FOLEY: They are spread across. But, for example, there are a variety of surgical procedures that patients undergo with cancer, that can interrupt nerves and then leave patients with nerve injury pain. So one of the common types is patients who’ve had a … incision made in their chest wall, what’s called a thoracotomy, they can develop post surgical pain syndromes. Women who’ve had a lumpectomy can develop post mastectomy pain. Patients who’ve had dissections of their groin, for example, can have pain at that site, so there are common sites that appear to be more likely to be associated with nerve injury pain.

HEFFNER: Does that mean that cancer …

FOLEY: And that’s not the cancer … that’s the treatment.

HEFFNER: Does it mean that the cancer and its treatment have been the major source of your knowledge about pain control, about palliative work?

FOLEY: In my own experience because I’ve been at a cancer center and that has been the focus. And, and, in fact, the cancer patient has been, in a way, the natural experiment that we’ve had this opportunity to evaluate these patients with pain, understand the nature of their pain, see how chemotherapy, radio therapy can be traumatic in improving pain for patient. And also see how drugs can be used during the patient’s cancer treatment and also then see how patients stop taking their medications and their pain medications when their tumor is treated appropriately; when their chemotherapy is effective. So it’s given this opportunity to see patients in terrible pain, good treatment for their cancer and have relief of pain.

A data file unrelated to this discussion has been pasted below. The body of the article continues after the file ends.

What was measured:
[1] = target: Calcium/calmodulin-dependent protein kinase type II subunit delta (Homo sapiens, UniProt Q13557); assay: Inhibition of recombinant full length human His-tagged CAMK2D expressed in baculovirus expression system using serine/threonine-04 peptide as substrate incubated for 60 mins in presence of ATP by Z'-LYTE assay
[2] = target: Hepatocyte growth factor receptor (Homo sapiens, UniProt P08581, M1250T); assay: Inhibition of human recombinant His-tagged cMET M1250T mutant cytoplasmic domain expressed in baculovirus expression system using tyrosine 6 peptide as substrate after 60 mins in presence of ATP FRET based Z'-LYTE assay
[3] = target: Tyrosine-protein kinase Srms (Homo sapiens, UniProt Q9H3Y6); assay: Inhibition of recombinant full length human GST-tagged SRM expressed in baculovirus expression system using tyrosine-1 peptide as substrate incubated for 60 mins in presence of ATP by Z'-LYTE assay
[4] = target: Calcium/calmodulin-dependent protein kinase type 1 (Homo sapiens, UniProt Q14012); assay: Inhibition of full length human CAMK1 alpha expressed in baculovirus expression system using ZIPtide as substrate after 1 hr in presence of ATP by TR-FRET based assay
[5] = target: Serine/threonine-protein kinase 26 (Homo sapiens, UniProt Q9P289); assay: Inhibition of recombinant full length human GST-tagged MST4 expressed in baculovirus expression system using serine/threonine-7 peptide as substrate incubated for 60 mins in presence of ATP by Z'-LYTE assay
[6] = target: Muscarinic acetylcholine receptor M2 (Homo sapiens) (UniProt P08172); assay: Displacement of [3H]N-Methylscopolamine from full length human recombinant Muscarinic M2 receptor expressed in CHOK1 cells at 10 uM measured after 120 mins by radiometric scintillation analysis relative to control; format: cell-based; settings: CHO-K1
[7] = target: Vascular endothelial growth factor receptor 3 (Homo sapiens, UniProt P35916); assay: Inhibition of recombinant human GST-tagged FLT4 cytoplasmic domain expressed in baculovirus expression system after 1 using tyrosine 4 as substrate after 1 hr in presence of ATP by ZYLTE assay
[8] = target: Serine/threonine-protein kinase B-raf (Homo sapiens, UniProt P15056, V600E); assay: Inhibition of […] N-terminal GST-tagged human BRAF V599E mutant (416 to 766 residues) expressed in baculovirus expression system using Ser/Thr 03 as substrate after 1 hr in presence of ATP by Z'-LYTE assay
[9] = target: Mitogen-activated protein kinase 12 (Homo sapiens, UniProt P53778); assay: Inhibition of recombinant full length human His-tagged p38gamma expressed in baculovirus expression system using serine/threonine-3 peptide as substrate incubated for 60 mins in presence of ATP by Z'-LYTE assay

HEFFNER: Thank you so much for joining me today. Please do stay where you are so we can talk more about this wonderful, awful subject.

FOLEY: Thanks.

HEFFNER: Thank you, Dr. Foley. And thanks, too, to you in the audience. I hope you join us again next time, and if you would like a transcript of today’s program, please send $4.00 in check or money order to The Open Mind, P. O. Box 7977, FDR Station, New York, New York 10150.

Meanwhile, as an old friend used to say, “Good night and good luck.”

N.B. Every effort has been made to ensure the accuracy of this transcript. It may not, however, be a verbatim copy of the program.